Review: God Forbid, IV: Constitution of Treason (Century Media, 2005)

This is a hard one to review in some ways, because I like this record and I've been a God Forbid fan for several years now, but I have so many mixed feelings about the overzealous hype surrounding this record. No offense intended to anyone, least of all anyone associated with the band, like I said, I'm a fan, but... to be dead honest, this record is simply not as spectacular as everyone seems to be saying it is. Now, it is a damn slick sounding affair. Make no mistake: This is an extremely professional record. It sounds great, it looks great, and I absolutely respect and admire the work and thought that went into both the concept and the performances/production. And, yes, for God Forbid, there are a lot of progressions represented here. But, to me, it's kind of like a more technical and polished step forward from what they were doing on "Gone Forever", which was actually a massive step forward from the path they had tread previously. But I could almost argue that something like "Force-Fed" from "Gone Forever" is a stronger song than anything on "IV: Constitution of Treason". And that's where my struggle comes in with this one. I'm still all for God Forbid's prevalence of scorching solos and chugging staccato rhythms blended into a core of modern thrash metal with vocals that blend vicious screaming with increasingly solid singing and vocal harmonies, but when it boils down to songwriting I'm just not entirely sold on this material... in large part it's simply not that memorable to me. The musicianship and overall quality of the disc are certainly admirable, and I have no quarrels with the $13 I paid for the complete package, but despite what the rather hollowly glowing reviews and magazine covers would have you believe, God Forbid has still yet to really develop into the monstrous entity that they're still preparing to unleash. This time around it's the nearly seven-minute epic "The Lonely Dead" that acts as the most striking benchmark, utilizing plenty of energetic picking patterns and forceful dual guitar harmonies/leads that strike more of an emotional chord with its powerful surges and melodic sensibilities. "To the Fallen Hero" similarly stands out with its far more creative riffing, taking those modern thrash influences to different heights with atypical picking patterns and chord phrasings that provide a promising glimpse into what the band could achieve were they to continue to branch away from the sparse melodic Swedish undercurrents and the standards of what has apparently been dubbed the "New Wave of American Heavy Metal" sound. And that's what I think they'll do eventually, because some of those types of creatively dissonant riffs and churning note bends add glimmers to the otherwise less memorable title track as well, and that style of playing is by far the most interesting and forceful characteristic of this album when it comes to the literal issue of compositional traits as opposed to ideological execution or the excellence with which the performances have been documented. From a recording standpoint it's a clean and clear affair that takes care to ensure that no minor details are lost in the shuffle. The guitars are warm and crunchy without coming across as too beefy, which gives the rhythm section more room to hold things in place. The basslines could probably stand for more overall prominence, but I'm definitely into the crisp percussive presence, and the vocals blend exceptionally fluidly against the instrumentation. So, there's absolutely nothing to complain about there. The layout looks awesome and uses plenty of imagery relating to the overall socio-political concept of the record (the notion that history repeats itself via the tale of the modern world's collapse into a post-apocalyptic society that eventually rebuilds to a state of rampant greed), not to mention some nice looking band photos, while the lyrics are divided into three "Articles" where each track is broken out as a "Section" of its corresponding "Article", of course tying into the concept and record title, etc. "A bullet and a bible is all you need, In God We Trust... On Earth We Die, This is your fate; slave on the line, Crucify your beliefs for the great contradiction, Crucify your beliefs and save your own skin." This is one of those DualDisc deals as well, and I was actually more into the DVD content here, which provides about an hour-long look (maybe more, I can't quite recall, but there's plenty of viewing material) into every step of the record, from the writing process in the band's basement practice space to the recording at various studios, even the mastering and some of the photo shoots and marketing aspects, etc. And to tell you the truth, the DVD content actually plays a pretty significant role in how hard it is to review this disc, because it's so interesting to see everything that goes into a record like this, all the thought, all the hard work, etc. It's intense, and it's impossible not to respect that. But again, you know, from a songwriting standpoint... a lot of this stuff just isn't hitting me. They're doing a lot of cool things with textures and layering (check out some of the twisted little sustained notes back in the distance of "Under This Flag" when the clean guitars and chugging distorted chords are contrasting the sinister singing passages and such - that's some awesome shit), and they're definitely continuing to move forward, but like I said: God Forbid has yet to really develop into the monstrous entity that they're still preparing to unleash. This is a good record, an admirably ambitious record, but I can't say it feels as special to me as all the hype would indicate that it should. So, figuratively speaking this could be the "big one" that blows these cats up, but I know they've still got bigger and better in 'em.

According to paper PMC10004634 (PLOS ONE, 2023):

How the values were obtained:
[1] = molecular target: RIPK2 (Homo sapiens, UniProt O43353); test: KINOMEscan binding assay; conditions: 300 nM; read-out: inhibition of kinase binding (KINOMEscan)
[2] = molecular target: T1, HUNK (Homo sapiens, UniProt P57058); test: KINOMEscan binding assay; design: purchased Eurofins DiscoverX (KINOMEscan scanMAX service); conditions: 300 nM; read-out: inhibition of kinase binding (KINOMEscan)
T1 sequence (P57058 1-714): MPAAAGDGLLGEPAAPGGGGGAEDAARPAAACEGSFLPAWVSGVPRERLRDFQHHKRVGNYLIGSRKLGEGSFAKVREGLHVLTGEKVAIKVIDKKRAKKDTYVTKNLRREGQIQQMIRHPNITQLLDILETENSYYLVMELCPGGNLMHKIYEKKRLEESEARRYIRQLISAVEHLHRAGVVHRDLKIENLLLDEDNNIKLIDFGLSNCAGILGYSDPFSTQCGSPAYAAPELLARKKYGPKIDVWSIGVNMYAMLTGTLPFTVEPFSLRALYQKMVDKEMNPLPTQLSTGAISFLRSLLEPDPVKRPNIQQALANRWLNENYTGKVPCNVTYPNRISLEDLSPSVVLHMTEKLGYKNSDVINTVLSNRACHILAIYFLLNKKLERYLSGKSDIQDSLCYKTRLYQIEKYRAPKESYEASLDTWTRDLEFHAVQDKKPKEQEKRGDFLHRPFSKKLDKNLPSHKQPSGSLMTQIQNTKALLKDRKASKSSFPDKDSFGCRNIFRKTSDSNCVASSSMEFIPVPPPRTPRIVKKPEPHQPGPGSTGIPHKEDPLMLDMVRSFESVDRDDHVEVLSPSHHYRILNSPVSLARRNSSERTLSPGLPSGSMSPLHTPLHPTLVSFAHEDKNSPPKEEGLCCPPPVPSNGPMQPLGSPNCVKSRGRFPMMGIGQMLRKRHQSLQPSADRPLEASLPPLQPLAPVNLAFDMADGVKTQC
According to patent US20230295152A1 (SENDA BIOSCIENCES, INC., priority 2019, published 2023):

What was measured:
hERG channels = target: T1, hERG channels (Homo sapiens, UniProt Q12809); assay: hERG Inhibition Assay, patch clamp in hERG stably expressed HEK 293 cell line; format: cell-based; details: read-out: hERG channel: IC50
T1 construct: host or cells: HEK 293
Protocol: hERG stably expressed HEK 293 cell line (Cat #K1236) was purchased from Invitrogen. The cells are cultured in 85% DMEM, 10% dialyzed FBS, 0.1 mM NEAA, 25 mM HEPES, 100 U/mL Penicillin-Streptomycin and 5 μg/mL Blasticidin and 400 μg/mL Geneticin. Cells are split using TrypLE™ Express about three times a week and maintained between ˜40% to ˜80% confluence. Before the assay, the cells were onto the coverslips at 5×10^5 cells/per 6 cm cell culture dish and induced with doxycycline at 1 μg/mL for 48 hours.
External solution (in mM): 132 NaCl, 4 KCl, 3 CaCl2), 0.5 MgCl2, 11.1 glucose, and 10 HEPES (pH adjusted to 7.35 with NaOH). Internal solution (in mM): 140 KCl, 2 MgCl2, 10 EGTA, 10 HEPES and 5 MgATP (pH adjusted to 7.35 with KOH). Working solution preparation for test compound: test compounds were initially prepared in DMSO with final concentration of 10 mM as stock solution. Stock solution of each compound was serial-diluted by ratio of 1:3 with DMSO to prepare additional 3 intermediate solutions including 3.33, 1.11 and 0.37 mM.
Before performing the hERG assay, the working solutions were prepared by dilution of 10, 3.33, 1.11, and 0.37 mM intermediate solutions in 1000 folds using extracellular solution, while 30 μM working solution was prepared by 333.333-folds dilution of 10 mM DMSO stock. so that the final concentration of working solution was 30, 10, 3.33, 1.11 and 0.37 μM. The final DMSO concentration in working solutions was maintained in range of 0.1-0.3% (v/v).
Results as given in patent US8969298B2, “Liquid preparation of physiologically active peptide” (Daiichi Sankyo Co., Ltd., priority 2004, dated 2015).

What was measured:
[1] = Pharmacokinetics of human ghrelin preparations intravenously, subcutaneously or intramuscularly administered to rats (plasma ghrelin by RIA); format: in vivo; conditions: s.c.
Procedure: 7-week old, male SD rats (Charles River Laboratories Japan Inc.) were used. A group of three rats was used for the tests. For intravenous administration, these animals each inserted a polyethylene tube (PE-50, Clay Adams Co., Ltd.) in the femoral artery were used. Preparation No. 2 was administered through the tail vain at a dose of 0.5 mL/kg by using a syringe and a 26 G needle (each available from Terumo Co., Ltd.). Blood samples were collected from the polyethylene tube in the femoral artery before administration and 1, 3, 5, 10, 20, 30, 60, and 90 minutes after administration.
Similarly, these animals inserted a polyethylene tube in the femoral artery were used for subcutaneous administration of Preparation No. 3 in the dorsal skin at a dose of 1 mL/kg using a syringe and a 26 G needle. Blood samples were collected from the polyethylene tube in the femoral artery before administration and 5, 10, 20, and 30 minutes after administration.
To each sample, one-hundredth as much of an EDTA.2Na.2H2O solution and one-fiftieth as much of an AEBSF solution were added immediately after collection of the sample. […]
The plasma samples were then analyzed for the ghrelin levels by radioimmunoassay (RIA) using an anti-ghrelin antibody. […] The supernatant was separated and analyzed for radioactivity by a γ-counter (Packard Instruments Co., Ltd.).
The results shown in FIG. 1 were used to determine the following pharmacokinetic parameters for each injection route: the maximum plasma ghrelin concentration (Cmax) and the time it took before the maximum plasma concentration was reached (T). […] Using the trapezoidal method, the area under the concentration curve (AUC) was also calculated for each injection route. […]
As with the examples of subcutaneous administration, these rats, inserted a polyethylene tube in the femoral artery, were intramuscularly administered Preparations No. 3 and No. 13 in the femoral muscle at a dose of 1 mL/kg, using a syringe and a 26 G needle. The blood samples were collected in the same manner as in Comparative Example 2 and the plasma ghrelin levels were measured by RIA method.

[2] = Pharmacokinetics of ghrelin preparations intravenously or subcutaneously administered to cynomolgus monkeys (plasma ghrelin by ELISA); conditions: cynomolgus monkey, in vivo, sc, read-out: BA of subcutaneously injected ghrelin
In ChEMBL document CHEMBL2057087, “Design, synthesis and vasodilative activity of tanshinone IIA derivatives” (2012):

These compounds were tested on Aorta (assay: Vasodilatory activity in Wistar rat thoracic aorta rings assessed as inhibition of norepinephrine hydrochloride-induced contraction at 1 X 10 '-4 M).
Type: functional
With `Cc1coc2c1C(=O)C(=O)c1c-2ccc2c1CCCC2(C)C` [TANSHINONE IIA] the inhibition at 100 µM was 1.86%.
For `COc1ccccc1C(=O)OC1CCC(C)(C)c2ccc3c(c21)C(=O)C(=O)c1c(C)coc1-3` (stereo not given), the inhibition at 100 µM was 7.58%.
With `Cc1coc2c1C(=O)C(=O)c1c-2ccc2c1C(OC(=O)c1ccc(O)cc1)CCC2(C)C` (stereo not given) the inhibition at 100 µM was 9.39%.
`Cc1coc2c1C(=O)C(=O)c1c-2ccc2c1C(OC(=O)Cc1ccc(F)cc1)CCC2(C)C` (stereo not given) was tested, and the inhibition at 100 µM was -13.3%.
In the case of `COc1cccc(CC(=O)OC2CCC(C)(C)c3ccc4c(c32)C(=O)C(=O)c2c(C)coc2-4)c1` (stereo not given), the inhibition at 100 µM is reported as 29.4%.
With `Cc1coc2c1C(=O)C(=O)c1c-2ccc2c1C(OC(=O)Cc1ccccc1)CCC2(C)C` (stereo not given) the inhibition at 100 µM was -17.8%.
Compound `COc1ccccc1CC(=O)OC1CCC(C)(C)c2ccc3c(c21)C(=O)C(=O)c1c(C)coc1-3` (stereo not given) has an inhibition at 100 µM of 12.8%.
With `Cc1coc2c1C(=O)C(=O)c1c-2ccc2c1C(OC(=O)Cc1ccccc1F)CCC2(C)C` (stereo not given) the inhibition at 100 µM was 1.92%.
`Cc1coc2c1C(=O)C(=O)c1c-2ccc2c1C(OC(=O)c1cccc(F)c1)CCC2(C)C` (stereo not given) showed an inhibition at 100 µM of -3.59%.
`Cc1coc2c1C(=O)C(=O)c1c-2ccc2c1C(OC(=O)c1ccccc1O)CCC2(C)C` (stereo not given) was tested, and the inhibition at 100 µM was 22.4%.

[Century Media]
Running time - 50:20, Tracks: 10
[Notable tracks: The Lonely Dead, Under This Flag, To the Fallen Hero]
God Forbid -